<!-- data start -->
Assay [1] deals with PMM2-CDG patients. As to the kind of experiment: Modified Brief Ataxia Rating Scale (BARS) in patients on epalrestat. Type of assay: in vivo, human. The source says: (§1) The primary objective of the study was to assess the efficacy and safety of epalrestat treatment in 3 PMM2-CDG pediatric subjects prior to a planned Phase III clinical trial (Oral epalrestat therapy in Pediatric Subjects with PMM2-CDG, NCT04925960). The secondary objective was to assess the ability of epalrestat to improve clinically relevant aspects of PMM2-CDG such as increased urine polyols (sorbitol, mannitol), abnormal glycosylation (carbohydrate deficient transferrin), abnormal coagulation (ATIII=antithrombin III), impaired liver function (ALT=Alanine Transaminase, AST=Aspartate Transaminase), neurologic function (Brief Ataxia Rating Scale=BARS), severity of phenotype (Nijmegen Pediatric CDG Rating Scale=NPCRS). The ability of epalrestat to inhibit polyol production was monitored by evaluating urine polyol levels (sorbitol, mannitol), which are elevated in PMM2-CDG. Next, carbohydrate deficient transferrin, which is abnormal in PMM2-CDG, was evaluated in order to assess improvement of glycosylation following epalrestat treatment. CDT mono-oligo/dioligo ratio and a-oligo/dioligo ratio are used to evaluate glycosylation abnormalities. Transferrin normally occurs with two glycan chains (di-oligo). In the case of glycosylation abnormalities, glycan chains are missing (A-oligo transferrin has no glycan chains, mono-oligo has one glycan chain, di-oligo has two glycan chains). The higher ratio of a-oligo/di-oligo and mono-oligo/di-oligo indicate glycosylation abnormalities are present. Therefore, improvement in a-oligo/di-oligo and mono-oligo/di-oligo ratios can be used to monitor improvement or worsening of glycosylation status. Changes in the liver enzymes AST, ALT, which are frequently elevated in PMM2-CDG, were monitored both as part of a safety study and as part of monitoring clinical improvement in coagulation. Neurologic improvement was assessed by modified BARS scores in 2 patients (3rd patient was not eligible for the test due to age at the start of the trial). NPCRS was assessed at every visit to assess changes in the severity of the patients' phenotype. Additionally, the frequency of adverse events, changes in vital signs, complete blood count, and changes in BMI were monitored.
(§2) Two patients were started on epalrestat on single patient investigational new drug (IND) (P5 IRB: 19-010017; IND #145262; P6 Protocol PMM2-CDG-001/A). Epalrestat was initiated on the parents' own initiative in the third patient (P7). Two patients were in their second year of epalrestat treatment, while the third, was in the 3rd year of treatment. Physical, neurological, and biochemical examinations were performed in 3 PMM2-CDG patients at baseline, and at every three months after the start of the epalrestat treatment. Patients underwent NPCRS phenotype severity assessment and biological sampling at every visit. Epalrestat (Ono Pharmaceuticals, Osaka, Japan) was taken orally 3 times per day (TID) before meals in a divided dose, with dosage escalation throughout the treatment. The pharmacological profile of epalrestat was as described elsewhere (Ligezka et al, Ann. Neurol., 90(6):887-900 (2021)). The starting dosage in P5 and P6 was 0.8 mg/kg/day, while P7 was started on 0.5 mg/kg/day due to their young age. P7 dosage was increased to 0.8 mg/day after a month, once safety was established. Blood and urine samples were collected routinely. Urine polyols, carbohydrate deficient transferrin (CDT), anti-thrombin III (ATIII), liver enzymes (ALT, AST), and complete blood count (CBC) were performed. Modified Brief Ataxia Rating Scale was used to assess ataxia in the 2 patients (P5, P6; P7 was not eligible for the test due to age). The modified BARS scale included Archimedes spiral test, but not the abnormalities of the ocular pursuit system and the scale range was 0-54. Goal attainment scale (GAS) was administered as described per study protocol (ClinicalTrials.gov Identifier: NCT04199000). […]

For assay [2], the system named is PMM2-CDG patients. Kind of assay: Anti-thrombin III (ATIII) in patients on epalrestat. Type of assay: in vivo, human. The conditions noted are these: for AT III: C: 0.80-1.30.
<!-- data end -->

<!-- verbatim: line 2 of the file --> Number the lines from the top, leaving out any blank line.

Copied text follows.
(§2) Two patients were started on epalrestat on single patient investigational new drug (IND) (P5 IRB: 19-010017; IND #145262; P6 Protocol PMM2-CDG-001/A). Epalrestat was initiated on the parents' own initiative in the third patient (P7). Two patients were in their second year of epalrestat treatment, while the third, was in the 3rd year of treatment. Physical, neurological, and biochemical examinations were performed in 3 PMM2-CDG patients at baseline, and at every three months after the start of the epalrestat treatment. Patients underwent NPCRS phenotype severity assessment and biological sampling at every visit. Epalrestat (Ono Pharmaceuticals, Osaka, Japan) was taken orally 3 times per day (TID) before meals in a divided dose, with dosage escalation throughout the treatment. The pharmacological profile of epalrestat was as described elsewhere (Ligezka et al, Ann. Neurol., 90(6):887-900 (2021)). The starting dosage in P5 and P6 was 0.8 mg/kg/day, while P7 was started on 0.5 mg/kg/day due to their young age. P7 dosage was increased to 0.8 mg/day after a month, once safety was established. Blood and urine samples were collected routinely. Urine polyols, carbohydrate deficient transferrin (CDT), anti-thrombin III (ATIII), liver enzymes (ALT, AST), and complete blood count (CBC) were performed. Modified Brief Ataxia Rating Scale was used to assess ataxia in the 2 patients (P5, P6; P7 was not eligible for the test due to age). The modified BARS scale included Archimedes spiral test, but not the abnormalities of the ocular pursuit system and the scale range was 0-54. Goal attainment scale (GAS) was administered as described per study protocol (ClinicalTrials.gov Identifier: NCT04199000). […]